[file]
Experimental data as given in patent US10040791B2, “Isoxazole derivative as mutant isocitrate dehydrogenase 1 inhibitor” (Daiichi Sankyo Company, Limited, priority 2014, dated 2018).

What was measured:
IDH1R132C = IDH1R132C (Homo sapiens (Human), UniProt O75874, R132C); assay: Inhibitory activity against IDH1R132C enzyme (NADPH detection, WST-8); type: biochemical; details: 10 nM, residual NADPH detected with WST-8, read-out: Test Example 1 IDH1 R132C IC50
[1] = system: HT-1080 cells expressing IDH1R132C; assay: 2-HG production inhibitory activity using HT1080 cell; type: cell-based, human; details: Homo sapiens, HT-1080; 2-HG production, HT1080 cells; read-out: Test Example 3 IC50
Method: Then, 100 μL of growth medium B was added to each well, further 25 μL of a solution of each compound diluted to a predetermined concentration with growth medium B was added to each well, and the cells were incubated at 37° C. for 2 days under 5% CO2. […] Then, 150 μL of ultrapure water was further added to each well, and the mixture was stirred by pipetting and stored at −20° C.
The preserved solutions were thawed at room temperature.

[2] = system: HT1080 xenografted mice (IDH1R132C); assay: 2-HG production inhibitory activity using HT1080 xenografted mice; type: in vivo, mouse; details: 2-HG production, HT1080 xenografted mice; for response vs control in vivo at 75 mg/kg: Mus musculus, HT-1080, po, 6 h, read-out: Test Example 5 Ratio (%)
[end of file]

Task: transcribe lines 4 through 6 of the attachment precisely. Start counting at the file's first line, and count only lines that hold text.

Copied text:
[1] = system: HT-1080 cells expressing IDH1R132C; assay: 2-HG production inhibitory activity using HT1080 cell; type: cell-based, human; details: Homo sapiens, HT-1080; 2-HG production, HT1080 cells; read-out: Test Example 3 IC50
Method: Then, 100 μL of growth medium B was added to each well, further 25 μL of a solution of each compound diluted to a predetermined concentration with growth medium B was added to each well, and the cells were incubated at 37° C. for 2 days under 5% CO2. […] Then, 150 μL of ultrapure water was further added to each well, and the mixture was stirred by pipetting and stored at −20° C.
The preserved solutions were thawed at room temperature.